Disclaimer: The views expressed in this article are those of the author and do not necessarily reflect the views of the Economic Times – ET Edge Insights, its management, or its members

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Transformation is a life-changing decision for an organization. It requires long-term strategic thinking and the resources required to bring out a transformational change would have a significant impact on the outcome. It is very much possible to have a different outcome than what would have been envisaged at the beginning if resource allocation and strategic direction are not done properly.

As per McKinsey, 70% of the transformations fail. Simply put, they do not achieve what they had desired and envisioned. Consider this as statement 1.

Digital transformation has been in existence for many years however started making sense post-pandemic. Before 2020, as per Forrester, only 15% of firms were digitally savvy, however pandemic changed the game forever.  It accelerated the adoption speed to unimaginable levels. As per Microsoft, two years of digital transformation occurred in 2 months.

Adding to these unprecedented levels of growth is the IDC report which forecasts worldwide digital transformation investments to reach $1.8 trillion in 2022, an increase of 17.6% over 2021. Consider this as statement 2.

Now, if we put statements 1 and 2 in a perspective, we would see that most of the investments in digital transformation may not result in the desired outcome. Effectively, disposing of billions of dollars in a drain.

This would mean that there are two hypotheses, which need to be addressed: –

  1. Organizations seeking digital transformations are not well informed.
  2. The collective understanding of digital transformation is missing.

In Axestrack experience, both the hypotheses are correct.

Case In Point – In conversations with the client, it appeared that they were interested in hearing the success stories of their competitors and start implementing from there. There are not one but many wrongs with this approach. The key one is taking away the focus from one’s own internal business process, challenges, customer experience, and strategy which, in the first place, defines their existence. What works for one may not work for another. The value differentiation alignment with strategy gets compromised eventually leading to an undesired outcome.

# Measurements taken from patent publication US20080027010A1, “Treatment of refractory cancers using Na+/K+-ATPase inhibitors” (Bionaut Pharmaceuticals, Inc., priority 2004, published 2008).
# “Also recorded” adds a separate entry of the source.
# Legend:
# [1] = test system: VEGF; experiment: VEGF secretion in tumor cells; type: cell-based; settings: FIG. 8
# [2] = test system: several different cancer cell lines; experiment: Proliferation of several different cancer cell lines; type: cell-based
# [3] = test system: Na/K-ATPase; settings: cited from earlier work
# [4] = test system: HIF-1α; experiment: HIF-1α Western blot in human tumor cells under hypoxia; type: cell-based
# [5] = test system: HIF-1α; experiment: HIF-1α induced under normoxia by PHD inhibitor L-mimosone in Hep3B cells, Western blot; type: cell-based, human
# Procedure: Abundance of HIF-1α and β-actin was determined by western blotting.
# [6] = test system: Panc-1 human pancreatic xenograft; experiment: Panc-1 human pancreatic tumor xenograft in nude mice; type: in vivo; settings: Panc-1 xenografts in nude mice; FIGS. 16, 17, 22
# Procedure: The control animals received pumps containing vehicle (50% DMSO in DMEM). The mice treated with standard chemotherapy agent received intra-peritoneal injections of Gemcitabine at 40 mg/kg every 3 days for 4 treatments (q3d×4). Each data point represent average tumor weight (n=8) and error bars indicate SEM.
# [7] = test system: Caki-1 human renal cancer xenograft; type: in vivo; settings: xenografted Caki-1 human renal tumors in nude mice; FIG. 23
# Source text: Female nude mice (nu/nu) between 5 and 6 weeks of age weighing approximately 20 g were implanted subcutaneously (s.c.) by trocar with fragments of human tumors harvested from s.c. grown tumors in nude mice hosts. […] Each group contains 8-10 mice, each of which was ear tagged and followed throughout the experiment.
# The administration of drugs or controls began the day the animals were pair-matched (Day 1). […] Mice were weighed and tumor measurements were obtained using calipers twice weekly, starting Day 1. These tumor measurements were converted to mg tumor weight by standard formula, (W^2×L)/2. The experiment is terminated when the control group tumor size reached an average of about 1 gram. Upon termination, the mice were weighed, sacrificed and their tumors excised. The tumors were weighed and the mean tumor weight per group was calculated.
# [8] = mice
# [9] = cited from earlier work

The company wanted to cut short the implementation timings by using a template approach. In other words, “transposition digitally”. This is where the second hypothesis comes to life. The collective understanding of digital transformation was missing.

Have you ever wondered why there is no universally acceptable definition of Digital Transformation?

The reason is simple. Every business has its unique approach to defining customer engagement and strategic direction. We tend to think we are aware however the larger perspective gets muddled up in the quest to declare successful leaders in transformation, as early as possible. This only results in failures and pitfalls.

Here are some of the top pitfalls resulting in transformation failure, as outlined by the IMD survey:-

  • No clear or compelling case for change
  • Lack of shared vision in the senior team
  • Lack of employee engagement
  • Low investment in capability building
  • Failure to create and sustain momentum

Transformation is not a one-dimensional approach but multi-dimensional. Hence, it becomes necessary to understand that what works for one industry may not work for the other. In short, the transposition of the strategy from one industry to another would fail because each industry has its uniqueness, strengths, and shortcomings to execute a strategy.

In summary, it is the “mindset” and “behavior” of the leadership and the team that drives the success of any transformational initiative, be it digital or non-digital.

Authored by

Jagmeet Singh, CEO, Axestrack Software Solutions -the company that pioneered India’s First Unified Digital Logistics Platform. Jagmeet is an automobile engineer, Stanford business graduate, global leader and a tech-enthusiast with a business bent of mind. He was Partner of Cognizant’s digital business consulting, an R&D engineer with Reva-India’s First electric car and a growth leader with Infosys Consulting.

Disclaimer: The views expressed in this article are those of the author and do not necessarily reflect the views of the Economic Times – ET Edge Insights, its management, or its members